Elliott, James (1838–83), boxer, was born in March 1838 in Athlone, Co. Westmeath. His family emigrated to the US when he was an infant, and he grew up in Brooklyn, New York. His father abandoned the family shortly after their arrival in America and Elliott worked from a young age in a variety of casual jobs, supplementing the family's income through minor criminal activity with an Irish street gang. His reputation as a capable street fighter saw him drift into the increasingly popular spectacle of prizefighting and he fought the famous American featherweight, Dick Hollywood, while still a teenager. His first notable fight as a heavyweight was on 25 May 1861, when he knocked out Nobby Clarke in ten rounds at the Palisades, New Jersey. One year later he fought Hen Winkle for $500 a side at Bull's Ferry, New Jersey. The fight was declared a draw after ninety-nine rounds. By then he had developed into a powerful fighter, six feet (1.83 m) tall and weighing about 180 lb (81.6 kg). He was an unsophisticated boxer, relying on a devastating right hand and a capacity to withstand terrible punishment in the ring to overcome fighters who were technically much more proficient. He also developed a deserved reputation as a dirty fighter, indulging in tactics such as head-butting, gouging, and even biting to intimidate his opponents. This tendency cost him the American heavyweight title in 1863, when he fought Jim Dunne, again at Bull's Ferry, and was disqualified for repeated fouling in the twelfth round. Prizefighting was illegal in New Jersey at this time and both men were arrested after the fight and sentenced to two years in Trenton state penitentiary.
On his release in 1865 he resumed his career as a fighter, issuing an open challenge to any man to fight him for any sum from $1,000 to $10,000, but found few challengers as the prizefighting game went into a slump in the 1860s. Short of money, he increasingly turned to petty crime and protection jobs to support a lifestyle that revolved around alcohol and gambling. In June 1866 he joined 600 other Irish-Americans who followed Gen. John O'Neill (qv) in the abortive Fenian raid into Canada, but this appears to have been his only real involvement with the Fenian movement. His boxing career picked up in the late 1860s, and in 1867 he beat Bill Davis in nine rounds to stake a reasonably creditable claim to the American heavyweight championship. He defended this title successfully on 12 November 1868 when he fought Charles Gallagher for $2,000 a side at Peace Island, Detroit, Michigan. He fouled Gallagher repeatedly over the twenty-three-round fight, and finally the challenger's seconds refused to let him continue. Despite this success, his reputation as a dirty fighter meant he found it increasingly difficult to find opponents, and he drifted back into crime. On 2 February 1872 he was convicted of the highway robbery of the popular black minstrel Hugh Dougherty. Dougherty sustained near-fatal injuries during the attack, and Elliott was sentenced to eighteen years in the Eastern state penitentiary, Philadelphia.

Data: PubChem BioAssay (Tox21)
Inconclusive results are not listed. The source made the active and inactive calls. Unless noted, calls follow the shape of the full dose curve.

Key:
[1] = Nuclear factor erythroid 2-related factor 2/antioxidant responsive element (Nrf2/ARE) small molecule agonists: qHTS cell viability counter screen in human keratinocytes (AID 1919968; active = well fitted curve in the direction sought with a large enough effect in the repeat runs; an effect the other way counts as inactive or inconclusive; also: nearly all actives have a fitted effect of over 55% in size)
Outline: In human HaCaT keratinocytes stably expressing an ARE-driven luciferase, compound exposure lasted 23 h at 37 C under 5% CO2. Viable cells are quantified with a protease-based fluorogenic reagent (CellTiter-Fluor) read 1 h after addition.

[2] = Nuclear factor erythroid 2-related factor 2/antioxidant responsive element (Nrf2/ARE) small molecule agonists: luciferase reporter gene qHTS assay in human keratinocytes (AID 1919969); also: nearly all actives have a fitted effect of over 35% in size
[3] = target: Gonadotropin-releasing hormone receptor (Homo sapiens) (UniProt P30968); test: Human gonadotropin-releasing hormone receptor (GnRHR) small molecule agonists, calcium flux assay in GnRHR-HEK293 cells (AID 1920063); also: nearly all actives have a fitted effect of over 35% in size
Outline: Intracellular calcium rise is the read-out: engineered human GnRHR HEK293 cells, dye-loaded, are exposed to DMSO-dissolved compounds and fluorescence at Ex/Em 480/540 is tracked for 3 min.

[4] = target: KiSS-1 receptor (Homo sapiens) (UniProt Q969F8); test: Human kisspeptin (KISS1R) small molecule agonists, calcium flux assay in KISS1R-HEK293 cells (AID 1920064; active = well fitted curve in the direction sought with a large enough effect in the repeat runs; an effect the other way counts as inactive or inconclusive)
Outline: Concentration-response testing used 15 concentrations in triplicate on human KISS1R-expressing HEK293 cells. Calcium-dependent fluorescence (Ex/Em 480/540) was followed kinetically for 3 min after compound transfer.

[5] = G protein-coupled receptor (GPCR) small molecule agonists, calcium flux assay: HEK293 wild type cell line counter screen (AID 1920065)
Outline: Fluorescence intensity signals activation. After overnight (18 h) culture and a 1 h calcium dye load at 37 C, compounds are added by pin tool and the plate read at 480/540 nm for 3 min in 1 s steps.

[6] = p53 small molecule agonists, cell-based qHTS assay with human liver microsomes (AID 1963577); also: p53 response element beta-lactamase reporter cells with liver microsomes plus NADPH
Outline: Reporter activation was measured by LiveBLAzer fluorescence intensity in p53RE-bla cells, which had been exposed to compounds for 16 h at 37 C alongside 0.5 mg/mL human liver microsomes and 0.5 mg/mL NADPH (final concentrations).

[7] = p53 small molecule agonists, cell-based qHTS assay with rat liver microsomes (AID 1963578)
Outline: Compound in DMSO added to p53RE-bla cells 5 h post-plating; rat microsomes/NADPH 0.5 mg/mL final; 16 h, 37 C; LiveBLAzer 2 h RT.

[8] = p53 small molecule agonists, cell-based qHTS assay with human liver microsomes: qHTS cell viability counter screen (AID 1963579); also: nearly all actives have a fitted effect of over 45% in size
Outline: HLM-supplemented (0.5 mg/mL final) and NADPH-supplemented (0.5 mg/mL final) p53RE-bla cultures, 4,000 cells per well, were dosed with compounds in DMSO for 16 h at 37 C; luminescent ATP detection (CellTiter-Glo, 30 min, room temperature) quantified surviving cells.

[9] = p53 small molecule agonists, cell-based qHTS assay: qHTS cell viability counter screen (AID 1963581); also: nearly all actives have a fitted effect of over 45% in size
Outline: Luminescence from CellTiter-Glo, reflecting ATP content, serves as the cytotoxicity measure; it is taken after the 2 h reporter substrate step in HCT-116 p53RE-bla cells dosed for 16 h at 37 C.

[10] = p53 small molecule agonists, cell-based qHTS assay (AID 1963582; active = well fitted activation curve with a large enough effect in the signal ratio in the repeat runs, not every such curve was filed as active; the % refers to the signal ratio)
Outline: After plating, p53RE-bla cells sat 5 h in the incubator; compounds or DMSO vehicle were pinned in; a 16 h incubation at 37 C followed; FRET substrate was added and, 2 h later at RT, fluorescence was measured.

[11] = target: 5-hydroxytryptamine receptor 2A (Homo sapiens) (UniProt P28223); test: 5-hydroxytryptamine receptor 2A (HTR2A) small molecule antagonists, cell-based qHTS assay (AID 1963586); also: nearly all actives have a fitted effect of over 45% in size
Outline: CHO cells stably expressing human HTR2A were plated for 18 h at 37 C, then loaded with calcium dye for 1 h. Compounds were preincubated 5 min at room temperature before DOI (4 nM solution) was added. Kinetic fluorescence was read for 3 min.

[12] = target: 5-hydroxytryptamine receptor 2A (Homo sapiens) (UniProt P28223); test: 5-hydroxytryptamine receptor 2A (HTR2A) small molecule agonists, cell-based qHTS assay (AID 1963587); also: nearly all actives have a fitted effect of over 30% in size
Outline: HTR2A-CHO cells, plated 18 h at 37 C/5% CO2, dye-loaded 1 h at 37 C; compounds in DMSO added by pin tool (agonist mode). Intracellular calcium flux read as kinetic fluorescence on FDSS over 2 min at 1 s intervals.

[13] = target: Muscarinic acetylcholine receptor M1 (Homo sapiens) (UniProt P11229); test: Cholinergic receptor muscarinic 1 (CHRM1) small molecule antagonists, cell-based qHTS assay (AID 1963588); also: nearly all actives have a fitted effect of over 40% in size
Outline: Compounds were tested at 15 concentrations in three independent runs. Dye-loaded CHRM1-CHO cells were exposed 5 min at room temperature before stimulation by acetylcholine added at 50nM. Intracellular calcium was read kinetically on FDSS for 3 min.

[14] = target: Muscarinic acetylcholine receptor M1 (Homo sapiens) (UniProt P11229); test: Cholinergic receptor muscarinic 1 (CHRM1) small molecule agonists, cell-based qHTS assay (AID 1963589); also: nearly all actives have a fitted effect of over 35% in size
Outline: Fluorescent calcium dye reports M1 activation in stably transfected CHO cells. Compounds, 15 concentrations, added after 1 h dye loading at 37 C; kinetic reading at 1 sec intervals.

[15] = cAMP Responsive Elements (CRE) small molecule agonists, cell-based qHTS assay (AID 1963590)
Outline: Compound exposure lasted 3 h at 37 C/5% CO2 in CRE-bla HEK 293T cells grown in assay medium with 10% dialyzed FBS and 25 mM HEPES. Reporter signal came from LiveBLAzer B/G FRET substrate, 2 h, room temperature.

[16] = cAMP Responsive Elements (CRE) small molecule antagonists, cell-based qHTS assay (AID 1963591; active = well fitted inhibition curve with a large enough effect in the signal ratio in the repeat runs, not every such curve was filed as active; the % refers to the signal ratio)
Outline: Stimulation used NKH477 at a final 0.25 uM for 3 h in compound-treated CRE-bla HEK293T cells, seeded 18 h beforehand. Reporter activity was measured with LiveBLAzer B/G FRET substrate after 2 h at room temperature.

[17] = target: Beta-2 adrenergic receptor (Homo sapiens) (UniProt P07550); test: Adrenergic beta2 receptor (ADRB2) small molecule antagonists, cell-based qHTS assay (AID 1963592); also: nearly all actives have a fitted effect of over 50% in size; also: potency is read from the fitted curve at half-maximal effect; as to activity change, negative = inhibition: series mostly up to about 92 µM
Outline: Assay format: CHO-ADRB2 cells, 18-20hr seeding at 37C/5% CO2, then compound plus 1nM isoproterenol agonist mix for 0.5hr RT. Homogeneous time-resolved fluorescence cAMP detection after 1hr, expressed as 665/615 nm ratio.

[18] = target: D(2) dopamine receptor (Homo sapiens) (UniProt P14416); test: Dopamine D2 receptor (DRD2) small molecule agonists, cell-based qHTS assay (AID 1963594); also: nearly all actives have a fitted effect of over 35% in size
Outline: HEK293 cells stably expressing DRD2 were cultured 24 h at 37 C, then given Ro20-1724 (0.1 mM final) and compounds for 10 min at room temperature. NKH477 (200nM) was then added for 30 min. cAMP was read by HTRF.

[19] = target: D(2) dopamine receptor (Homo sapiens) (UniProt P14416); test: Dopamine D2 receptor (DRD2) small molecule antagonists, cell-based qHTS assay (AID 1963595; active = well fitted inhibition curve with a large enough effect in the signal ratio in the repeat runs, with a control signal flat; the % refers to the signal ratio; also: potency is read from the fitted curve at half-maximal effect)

He was released after eight years, partly due to his rapidly failing eyesight. He re-entered the ring in 1879 when the Irish-American political contacts who had secured his early release from jail required a fighter to topple the reigning American champion, John J. Dwyer, who was a political rival. The fight, ostensibly for the American title, took place at Long Point, Canada, and was witnessed by fewer than 500 spectators. Out of shape and seriously affected by his limited eyesight, Elliott was no match for the champion and was being badly beaten after twelve rounds. During the break he dipped his gloves in turpentine and, when the fight resumed, attempted to gouge out the eyes of the younger man. Dwyer's seconds were able to rinse their fighter's eyes satisfactorily after he touched down to end the round, and he knocked Elliott out in the next round. His final fight took place on 4 July 1882, when he challenged the new American champion, the great John L. Sullivan, at Washington Park, Brooklyn. Disadvantaged by his age and lack of familiarity with the new marquess of Queensberry rules, he was completely outclassed by the champion and was knocked out in the third round.
On 1 March 1883 he became involved in a gambling row at Billy Langdon's Chicago saloon with Jere Dunn, one of Sullivan's financial backers. Dunn shot him dead when he emerged from the saloon later that evening. He was buried at Calvary cemetery, New York. He never married.